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The Japanese American Family - Part 2 of 8

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The classical Issei family promoted discipline, security, stability, and a motivation for achievement that served as the foundation of the educational attainment of the Nisei (Lyman 1974). As described by Jiobu (1988) “The Japanese-American culture places a high regard on education and on the set of values contained within the Confucian ethic: hard work, sacrifice for the future, patience, and stoicism in the face of adversity….” In the same vein, Kitano and Kitano (1998:312) note that “there was a strong emphasis on obedience, especially to the Caucasian teachers, to study hard, to keep quiet, and not to complain (monku).” In other words, the classical Issei family became the social venue through which the agency of Japanese Americans was expressed by directing the Nisei towards economic self-sufficiency, achievement, and high educational attainment. Kitano (1976:39) similarly states that “the story of Issei self-sacrifice to send their Nisei children to college is a common one in the Japanese-American community.”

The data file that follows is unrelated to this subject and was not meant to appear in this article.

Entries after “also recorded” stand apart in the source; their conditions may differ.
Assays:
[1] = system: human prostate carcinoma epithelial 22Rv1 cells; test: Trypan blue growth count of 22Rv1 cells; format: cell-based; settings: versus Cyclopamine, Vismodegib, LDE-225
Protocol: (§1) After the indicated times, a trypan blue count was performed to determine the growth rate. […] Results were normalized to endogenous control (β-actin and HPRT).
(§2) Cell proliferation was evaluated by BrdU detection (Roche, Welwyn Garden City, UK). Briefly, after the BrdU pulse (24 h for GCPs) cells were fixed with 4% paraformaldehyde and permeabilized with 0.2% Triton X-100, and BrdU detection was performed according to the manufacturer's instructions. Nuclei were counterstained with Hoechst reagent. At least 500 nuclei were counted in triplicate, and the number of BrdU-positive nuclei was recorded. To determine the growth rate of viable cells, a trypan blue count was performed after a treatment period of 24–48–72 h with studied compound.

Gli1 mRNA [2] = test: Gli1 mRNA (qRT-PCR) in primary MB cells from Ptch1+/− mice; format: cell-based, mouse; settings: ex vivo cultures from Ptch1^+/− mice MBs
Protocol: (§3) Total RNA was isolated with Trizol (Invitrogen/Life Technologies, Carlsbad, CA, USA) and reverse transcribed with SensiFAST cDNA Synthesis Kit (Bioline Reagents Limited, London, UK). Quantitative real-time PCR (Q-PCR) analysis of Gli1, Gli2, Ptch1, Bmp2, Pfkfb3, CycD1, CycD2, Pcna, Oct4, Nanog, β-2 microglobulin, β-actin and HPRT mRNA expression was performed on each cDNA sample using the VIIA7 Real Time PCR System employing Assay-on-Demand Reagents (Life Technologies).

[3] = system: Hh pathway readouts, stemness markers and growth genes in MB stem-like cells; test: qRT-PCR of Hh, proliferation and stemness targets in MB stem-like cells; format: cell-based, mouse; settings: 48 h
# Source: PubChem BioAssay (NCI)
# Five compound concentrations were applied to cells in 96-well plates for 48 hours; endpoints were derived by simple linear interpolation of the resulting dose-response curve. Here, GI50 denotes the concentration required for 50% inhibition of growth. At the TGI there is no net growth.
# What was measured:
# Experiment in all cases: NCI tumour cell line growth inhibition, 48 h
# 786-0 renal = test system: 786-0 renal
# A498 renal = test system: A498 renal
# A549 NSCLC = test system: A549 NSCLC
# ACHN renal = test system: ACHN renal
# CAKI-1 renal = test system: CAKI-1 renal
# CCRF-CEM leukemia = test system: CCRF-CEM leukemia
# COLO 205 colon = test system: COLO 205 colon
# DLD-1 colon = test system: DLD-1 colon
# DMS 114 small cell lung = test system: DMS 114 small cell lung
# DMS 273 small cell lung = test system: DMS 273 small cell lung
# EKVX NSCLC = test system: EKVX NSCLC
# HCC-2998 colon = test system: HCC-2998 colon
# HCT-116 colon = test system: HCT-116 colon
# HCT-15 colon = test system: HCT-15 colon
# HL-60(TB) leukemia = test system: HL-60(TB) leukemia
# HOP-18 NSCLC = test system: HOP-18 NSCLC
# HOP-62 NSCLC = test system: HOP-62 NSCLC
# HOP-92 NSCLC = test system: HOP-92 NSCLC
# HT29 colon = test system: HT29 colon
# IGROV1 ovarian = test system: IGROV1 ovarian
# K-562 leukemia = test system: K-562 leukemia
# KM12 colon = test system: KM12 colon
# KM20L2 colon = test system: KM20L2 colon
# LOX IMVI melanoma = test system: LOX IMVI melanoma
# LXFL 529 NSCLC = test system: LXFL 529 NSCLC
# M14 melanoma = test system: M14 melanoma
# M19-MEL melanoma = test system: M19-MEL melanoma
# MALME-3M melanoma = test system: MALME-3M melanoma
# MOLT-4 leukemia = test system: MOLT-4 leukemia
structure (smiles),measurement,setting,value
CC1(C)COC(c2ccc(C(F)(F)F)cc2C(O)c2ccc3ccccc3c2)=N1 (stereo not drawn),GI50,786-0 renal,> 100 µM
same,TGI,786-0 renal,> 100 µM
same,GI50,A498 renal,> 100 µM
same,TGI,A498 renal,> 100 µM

Although not adequately acknowledged in contemporary research on Japanese Americans, a high level of schooling has been a statistical reality as well as an important demographic characteristic of the Nisei (Bonacich and Modell 1980; Featherman and Hauser 1978; Hirschman and Wong 1986; Kitano 1976; Mare and Winship 1988; Sakamoto, Liu and Tzeng 1998; Sakamoto, Wu and Tzeng 2000). For example, Sakamoto, Liu and Tzeng’s (1998, p. 233) analysis of the 1940 Census data finds that the mean years of schooling completed by Nisei men in the labor force was 2.26 higher than for whites. High educational attainment is likely the single most important proximate determinant of the prominent social mobility of Japanese Americans during the 20th century (Levine and Montero 1973; Sakamoto and Furuichi 1997).